God created this beautiful earth but sometimes we aren’t very good at taking care of it. Nature is so beautiful but humans have really neglected our responsibilities to care for it. Luckily there are still people who dedicate their time to caring for this planet even when most of us turn the other way.
Two ecologists named Daniel Janzen and Winnie Hallwachs decided to carry out a little experiment. The asked an orange juice company in Costa Rica to dump discarded orange peels and pulp onto forested land to the Área de Conservación Guanacaste.
The company could dump these peels and pulp onto the land free of charge, and the deal was agreed upon back in 1977. One year later a thousand trucks went to the area and dumped out over 12,000 metric tons of orange compost.
This land was left untouched for over a decade following the dump. They created a big sign with yellow lettering to mark the land so that it would be easy to find when they return. 16 years later, Janzen recruited a graduate student named Timothy Treuer to go and take a look at the spot. He was to travel there and report back with his findings. He told him about the sign they created reassuring him that there shouldn’t be any issues finding the plot with all of the orange compost. However, Treuer could not find the sign or the large mounds of orange compost. He followed the exact direction and wandered around for half an hour with no luck.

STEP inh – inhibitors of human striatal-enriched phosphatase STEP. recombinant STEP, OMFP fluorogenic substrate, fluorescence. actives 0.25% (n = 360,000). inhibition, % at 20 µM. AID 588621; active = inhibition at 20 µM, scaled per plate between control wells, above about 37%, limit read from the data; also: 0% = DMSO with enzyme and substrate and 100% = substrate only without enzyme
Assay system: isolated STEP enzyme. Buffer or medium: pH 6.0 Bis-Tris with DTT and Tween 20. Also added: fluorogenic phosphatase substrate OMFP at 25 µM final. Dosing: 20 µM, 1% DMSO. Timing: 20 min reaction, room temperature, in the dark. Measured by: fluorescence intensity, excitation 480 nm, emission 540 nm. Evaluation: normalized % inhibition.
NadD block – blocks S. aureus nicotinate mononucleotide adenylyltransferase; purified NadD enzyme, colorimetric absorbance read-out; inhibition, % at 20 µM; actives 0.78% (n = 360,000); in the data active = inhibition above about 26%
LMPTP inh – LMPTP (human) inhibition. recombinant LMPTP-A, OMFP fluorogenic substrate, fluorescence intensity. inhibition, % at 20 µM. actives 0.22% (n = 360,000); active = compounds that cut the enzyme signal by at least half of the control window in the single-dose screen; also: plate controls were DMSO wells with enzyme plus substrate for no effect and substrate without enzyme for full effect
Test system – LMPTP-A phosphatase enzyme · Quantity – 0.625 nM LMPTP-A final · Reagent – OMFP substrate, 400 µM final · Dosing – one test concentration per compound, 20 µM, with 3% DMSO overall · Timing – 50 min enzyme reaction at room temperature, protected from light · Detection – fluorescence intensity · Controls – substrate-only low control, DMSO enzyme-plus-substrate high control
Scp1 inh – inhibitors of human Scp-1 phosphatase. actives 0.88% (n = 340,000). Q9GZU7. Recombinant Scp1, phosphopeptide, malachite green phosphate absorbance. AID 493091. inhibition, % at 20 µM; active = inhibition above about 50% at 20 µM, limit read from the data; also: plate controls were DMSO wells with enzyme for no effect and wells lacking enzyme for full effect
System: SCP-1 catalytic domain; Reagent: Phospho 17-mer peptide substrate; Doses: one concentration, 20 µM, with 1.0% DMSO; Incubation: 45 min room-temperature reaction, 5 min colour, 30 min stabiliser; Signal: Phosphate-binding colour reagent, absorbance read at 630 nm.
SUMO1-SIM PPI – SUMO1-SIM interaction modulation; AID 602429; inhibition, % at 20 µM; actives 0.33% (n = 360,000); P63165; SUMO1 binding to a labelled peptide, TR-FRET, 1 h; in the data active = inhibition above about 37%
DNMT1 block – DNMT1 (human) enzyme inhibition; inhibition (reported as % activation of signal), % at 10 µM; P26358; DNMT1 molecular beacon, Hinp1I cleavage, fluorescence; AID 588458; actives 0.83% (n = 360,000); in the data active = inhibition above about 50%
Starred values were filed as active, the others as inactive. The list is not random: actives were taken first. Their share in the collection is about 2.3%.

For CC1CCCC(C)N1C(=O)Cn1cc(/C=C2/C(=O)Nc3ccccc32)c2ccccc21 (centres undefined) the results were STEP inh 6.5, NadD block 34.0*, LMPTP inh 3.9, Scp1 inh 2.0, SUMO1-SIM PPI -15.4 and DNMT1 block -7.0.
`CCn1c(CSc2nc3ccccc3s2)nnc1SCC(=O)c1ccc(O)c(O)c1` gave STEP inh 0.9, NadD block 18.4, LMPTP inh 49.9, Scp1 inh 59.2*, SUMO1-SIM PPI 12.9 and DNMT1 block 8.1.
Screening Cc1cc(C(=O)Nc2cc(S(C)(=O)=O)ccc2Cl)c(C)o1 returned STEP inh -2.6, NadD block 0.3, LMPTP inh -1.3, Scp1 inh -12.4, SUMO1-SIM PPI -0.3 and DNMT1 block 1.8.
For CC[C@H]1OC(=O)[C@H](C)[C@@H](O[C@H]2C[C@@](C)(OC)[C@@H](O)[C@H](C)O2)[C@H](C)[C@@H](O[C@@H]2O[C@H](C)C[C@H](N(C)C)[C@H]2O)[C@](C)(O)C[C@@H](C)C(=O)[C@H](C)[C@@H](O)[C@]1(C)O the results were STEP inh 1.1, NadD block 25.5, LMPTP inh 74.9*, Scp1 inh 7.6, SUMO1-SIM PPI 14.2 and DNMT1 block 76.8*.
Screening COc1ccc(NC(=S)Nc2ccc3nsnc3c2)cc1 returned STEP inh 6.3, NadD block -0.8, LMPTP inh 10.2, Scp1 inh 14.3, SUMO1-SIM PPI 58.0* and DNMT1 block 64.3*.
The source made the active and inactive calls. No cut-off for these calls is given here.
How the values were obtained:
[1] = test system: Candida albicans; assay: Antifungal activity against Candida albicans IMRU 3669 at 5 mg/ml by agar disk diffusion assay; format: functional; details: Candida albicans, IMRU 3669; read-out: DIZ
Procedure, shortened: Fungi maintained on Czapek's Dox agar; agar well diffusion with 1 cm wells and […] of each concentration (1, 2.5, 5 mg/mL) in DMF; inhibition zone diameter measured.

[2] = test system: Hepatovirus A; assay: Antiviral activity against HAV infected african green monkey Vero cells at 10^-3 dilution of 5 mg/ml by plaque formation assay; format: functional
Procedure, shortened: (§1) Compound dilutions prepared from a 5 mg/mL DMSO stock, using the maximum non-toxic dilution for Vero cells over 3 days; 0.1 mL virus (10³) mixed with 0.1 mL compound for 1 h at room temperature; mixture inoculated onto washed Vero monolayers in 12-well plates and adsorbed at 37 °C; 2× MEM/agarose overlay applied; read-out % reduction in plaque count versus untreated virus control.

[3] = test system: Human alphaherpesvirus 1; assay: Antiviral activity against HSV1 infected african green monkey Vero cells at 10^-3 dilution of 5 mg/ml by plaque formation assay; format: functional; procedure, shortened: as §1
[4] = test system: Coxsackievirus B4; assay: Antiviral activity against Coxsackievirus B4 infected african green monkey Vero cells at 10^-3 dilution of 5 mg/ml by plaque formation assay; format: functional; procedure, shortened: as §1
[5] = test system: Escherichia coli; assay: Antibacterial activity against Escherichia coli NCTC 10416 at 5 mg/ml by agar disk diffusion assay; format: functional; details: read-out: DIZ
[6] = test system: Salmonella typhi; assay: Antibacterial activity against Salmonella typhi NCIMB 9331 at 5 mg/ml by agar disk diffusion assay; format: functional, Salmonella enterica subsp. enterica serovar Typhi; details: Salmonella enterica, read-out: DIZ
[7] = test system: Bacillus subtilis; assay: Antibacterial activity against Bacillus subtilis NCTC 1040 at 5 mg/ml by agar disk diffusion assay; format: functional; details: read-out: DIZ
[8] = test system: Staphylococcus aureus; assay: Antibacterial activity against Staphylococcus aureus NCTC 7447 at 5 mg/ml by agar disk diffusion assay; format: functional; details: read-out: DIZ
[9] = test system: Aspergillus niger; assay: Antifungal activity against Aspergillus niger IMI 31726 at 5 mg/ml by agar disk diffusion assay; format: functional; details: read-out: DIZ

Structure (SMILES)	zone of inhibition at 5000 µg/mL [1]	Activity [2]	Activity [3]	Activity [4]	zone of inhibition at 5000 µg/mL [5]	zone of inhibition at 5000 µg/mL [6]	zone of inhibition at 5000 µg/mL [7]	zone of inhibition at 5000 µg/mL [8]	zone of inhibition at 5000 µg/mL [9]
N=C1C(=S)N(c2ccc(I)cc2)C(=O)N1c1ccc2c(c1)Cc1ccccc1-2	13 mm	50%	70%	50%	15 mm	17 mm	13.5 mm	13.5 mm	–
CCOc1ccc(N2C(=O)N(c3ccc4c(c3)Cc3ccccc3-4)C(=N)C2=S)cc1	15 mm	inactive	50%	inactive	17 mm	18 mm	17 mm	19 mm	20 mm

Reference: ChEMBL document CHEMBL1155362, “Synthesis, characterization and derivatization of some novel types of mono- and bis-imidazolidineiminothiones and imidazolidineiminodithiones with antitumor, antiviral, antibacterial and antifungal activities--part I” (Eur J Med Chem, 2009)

All of the scientists were puzzled. However, they soon realized that they were looking at the right plot of land! They were shocked because it looked nothing like it did years ago. Compared to the other land surrounding the area, Treuer described the side-by-side comparison as “night and day.”
“It was just hard to believe that the only difference between the two areas was a bunch of orange peels. They look like completely different ecosystems,” Treuer said.
The vegetation became so thick that they couldn’t even locate the sign. They published their findings and continued to study the area. There was better soil in this area, a healthier forest canopy, larger and strong trees, and a new species of weasels even appeared. It is believed that it was all because of the orange compost that was dumped there over a decade ago.
Now these scientists have a message to share with large companies: “We don’t want companies to go out there willy-nilly just dumping their waste all over the place, but if it’s scientifically driven and restorationists are involved in addition to companies, this is something I think has really high potential,” Treuer said.
In 2015 Treuer was finally able to clear out enough brush to find the sign they had been looking for. How amazing is that!?